A while back, I wrote a piece on the history and appeal of banh mi, the popular Vietnamese sandwich. It appeared in Sandwich, a supplement to Meatpaper magazine’s Fall 2010 issue, and you can click on the image to the right to read the essay. (Side note: the first sentence of the piece should refer to the first time I had fresh pate… not the first time I had banh mi, which I have eaten for as long as I can remember.)
In the piece, I mention making homemade mayo with my family when I was a kid. Back in the day, we didn’t have a mixer, and so we’d make the mayo by hand, one of us furiously whisking the raw egg yolk with a pair of chopsticks while someone else slowly dripped oil into the bowl. It was really a test of patience as we agonizingly watched the thick yolk slowly grow into a light, creamy spread. But the result was always worth it — fresh mayo that we ate on crusty bread… the bread was really just an excuse for the mayo.
So here I give you my instructions on how to make mayo at home. You’ll want to use a fresh egg, as the yolk will remain raw.
Makes about 1/2 cup
1 egg yolk
1/2 cup of canola or vegetable oil (something neutral-tasting)
pinch of salt
Attach one beater to a hand mixer, and turn the mixer on the lowest setting. (Alternatively, use chopsticks or a whisk — but you’ll have to work fast!) Add the oil slowly, a few drips at a time, letting it gradually emulsify with the egg yolk. After you get a creamy consistency, you can start adding the oil in a thin steady stream.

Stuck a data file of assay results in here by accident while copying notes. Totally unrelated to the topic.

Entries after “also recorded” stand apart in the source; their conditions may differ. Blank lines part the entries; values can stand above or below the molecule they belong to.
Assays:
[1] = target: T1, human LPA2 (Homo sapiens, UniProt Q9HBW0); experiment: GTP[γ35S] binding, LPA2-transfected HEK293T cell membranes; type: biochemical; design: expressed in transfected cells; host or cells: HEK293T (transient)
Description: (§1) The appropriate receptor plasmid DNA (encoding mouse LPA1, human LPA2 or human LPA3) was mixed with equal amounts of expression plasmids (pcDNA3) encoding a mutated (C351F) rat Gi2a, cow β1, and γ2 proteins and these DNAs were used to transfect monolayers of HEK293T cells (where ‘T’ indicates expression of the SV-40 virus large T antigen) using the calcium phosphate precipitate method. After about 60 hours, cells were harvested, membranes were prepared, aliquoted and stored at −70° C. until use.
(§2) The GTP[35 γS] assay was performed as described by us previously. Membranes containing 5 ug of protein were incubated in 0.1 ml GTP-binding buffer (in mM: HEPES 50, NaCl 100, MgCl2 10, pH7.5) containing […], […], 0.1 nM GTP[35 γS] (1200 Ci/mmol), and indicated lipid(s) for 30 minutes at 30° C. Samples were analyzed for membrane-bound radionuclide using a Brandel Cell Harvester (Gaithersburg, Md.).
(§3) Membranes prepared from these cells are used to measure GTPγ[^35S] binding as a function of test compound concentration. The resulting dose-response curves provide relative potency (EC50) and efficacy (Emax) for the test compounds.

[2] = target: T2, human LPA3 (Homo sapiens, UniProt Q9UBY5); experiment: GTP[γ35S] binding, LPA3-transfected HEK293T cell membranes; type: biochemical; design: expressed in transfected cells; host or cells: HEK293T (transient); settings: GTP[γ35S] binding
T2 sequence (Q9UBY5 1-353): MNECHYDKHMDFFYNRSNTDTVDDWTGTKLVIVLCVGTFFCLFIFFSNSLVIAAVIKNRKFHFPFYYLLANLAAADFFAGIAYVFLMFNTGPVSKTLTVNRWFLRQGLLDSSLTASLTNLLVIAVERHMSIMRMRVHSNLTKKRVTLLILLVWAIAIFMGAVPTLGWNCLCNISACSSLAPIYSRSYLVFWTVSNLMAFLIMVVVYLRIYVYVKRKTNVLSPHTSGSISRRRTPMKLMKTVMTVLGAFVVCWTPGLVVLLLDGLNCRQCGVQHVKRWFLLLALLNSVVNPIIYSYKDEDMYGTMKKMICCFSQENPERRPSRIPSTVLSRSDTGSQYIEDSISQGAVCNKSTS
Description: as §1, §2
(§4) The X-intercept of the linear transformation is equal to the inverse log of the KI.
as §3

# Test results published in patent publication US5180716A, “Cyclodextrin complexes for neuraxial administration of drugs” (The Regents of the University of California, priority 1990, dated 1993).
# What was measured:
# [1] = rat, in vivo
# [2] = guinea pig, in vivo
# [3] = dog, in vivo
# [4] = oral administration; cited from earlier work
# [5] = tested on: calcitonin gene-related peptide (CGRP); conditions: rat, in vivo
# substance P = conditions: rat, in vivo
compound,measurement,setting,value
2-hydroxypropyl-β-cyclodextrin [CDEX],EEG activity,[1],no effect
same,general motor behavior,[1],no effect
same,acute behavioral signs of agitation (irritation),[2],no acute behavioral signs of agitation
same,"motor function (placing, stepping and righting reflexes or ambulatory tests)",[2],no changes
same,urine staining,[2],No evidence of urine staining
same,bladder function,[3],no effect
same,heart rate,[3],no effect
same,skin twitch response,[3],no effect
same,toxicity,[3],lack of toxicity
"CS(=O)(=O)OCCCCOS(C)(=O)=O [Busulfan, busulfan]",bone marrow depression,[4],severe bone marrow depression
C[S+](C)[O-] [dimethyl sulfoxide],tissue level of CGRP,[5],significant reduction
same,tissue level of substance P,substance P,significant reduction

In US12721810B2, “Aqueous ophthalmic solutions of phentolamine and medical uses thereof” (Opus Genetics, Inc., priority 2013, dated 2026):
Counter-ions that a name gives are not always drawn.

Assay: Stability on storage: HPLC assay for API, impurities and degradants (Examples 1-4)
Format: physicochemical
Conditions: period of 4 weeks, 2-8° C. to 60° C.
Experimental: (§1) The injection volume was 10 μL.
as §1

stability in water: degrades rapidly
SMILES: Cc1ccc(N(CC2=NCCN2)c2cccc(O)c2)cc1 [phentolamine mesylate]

If the emulsion breaks — that is, if the mayo starts to get clumpy rather than creamy, and the oil begins to separate from the cream — stop and set this broken mixture aside. Start the process again with a new yolk, but instead of adding in oil, add in bits of the broken mixture until all of that mixture is incorporated into the new yolk. Then continue adding oil in a slow, steady stream.
You can really add as much oil as you want to get your desired amount of mayo. Just keep in mind that the more oil you add, the less concentrated your mayo will be, so it is really just a matter of preference (or patience :). I usually run out of patience after about 1/2 a cup of oil, so my mayo is a bit more concentrated.
When you reach the desired amount, add a pinch of salt and a few drops of lemon juice to taste. If you like, you can also add a bit of mustard.
You can spread the mayo onto crusty bread and eat it plain, use it in sandwiches, or serve it as a condiment alongside meat, like roast chicken or steak or grilled pork chops. My family likes to do a simple baguette sandwich with homemade mayo, cha (slices of steamed pork roll), and a dash of Maggi seasoning sauce.